The Cable speaks to Bristol Zero Tolerance about how the initiative to eradicate gender-based violence could be saved.
Photo: Laura Dodsworth
In 2013, a Bristol woman was killed by her ex-partner, who had physically and mentally abused her for years. The case was subject to a multi-agency review to explore whether or not her murder could have been prevented. The review found that although the woman’s “work colleagues were aware of the abuse she suffered…there is no evidence that any of them encouraged her to seek help.” The review recommended that “companies and organisations…implement HR workplace policies in relation to domestic abuse.”
It was this tragedy and subsequent recommendations that triggered the launch of Bristol Zero Tolerance by Bristol Women’s Commission in 2015. Bristol Zero Tolerance works towards making Bristol a city with a ‘zero tolerance’ approach to gender-based violence (GBV), abuse, harassment and exploitation, by working with organisations and workplaces and by raising awareness of different forms of gender-based violence.
After almost three years of hard work in this area, Bristol Zero Tolerance has announced that it’s at imminent risk of closure and has made an urgent appeal for funding. The Cable caught up with Charlotte Gage, partnerships project officer, to talk about their work and future.
The Bristol Cable: What does Bristol Zero Tolerance do that no one else does?
Charlotte Gage: We make links between services, including those that aren’t GBV-specific, such as mental health and homelessness services, so that women – mainly women – who are accessing support and have a GBV background won’t fall through the gaps.
We also run city-wide campaigns about changing attitudes, behaviours, and cultures, like our street harassment work. If you feel you can be abusive and objectify strangers on the street, that’s part of a culture that leads to women dying.
And we work with businesses: we deliver training, create opportunities to talk about GBV without stigma, and link it to mental health issues and workplace stress and absenteeism. We help organisations implement internal domestic abuse policies and give them a signposting guide of local and national services. The idea is to get the business to say, ‘Here’s our Zero Tolerance pledge, here’s our policy’, and then whenever anyone wants to access information, they’ll know where to get it. So it’s not about pressuring particular people: it’s saying, ‘Everyone should know about this, it’s everyone’s business’.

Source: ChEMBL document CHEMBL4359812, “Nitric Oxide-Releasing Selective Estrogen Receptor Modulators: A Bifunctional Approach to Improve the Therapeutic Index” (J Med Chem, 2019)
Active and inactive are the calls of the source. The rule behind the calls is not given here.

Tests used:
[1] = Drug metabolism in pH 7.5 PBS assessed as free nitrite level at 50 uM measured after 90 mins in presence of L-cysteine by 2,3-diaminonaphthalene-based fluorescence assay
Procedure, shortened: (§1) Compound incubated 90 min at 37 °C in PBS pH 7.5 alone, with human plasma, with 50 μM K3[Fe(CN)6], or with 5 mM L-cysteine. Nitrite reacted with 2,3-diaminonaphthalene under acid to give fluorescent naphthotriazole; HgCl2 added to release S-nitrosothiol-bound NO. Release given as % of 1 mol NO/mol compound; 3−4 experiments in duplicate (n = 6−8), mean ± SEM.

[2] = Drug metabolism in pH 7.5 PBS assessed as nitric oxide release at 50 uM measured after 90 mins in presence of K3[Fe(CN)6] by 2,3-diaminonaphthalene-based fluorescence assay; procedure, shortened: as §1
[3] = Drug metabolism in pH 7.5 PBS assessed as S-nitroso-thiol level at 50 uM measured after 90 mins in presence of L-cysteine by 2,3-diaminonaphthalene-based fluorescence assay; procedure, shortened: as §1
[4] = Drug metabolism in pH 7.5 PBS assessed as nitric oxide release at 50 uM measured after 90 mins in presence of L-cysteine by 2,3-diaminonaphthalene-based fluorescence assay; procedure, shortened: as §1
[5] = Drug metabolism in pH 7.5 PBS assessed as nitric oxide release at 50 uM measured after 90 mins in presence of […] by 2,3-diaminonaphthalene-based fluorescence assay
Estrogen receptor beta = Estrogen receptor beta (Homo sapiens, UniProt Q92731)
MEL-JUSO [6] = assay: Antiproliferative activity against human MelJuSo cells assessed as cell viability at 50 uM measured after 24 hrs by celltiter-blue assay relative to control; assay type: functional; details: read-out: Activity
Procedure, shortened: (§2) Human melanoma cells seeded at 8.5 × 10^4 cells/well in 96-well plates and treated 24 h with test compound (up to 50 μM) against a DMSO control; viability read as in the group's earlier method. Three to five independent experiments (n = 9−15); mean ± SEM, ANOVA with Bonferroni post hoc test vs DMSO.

Bristol Zero Tolerance is part of Bristol Women’s Voice – but who else is on the BZT team specifically?
Just me! I had an assistant, but we couldn’t continue her contract. We wouldn’t be able to do the work without volunteers. I’m glad that women want to work with us, but I also feel guilty – we shouldn’t be getting free labour. We always give volunteers references, support them with their next steps, and put their name against the work they’ve done.
What’s the issue with funding?
We’ve been lucky to have had two years of public health funding. That was because some good feminists within the council had an understanding of our work as prevention: if we look at attitudes and behaviours around GBV and address it before it happens, the impact on society, on the police, on the NHS would be huge.
But policy and voice work is difficult to fund. Direct services, like rape crisis centres and domestic violence refuges, absolutely need to be funded better, but people understand those services a little more.
Looking for money is also hard—you need a full time fundraising department. Bigger organisations can work with academics, have partners across Europe, and build those relationships over years. It’s not realistic for small organisations to do that.
If funded, what would be your next steps?
Our work with businesses would be ongoing. I’d like to continue the work we’ve done with the night-time economy and push to get all venues in the city signed up to Good Night Out [an initiative to help the night time economy deal with, tackle and prevent harassment] and Drinkaware. Other than that, depending on how much funding we got, it’d be whatever services and individuals think we should be working on. I don’t want it to be a top-down organisation.
And what are your hopes now?
I’m hoping that we will get sponsorship from businesses. I’m hoping individuals, even if they’re not able to give themselves, will share this information and help us to build relationships with businesses or people with larger amounts of money. And I’m hoping that the importance of our work is understood: it’s part of a wider picture. Ultimately, if we did this work, frontline services wouldn’t be as smashed, because GBV wouldn’t happen in the first place.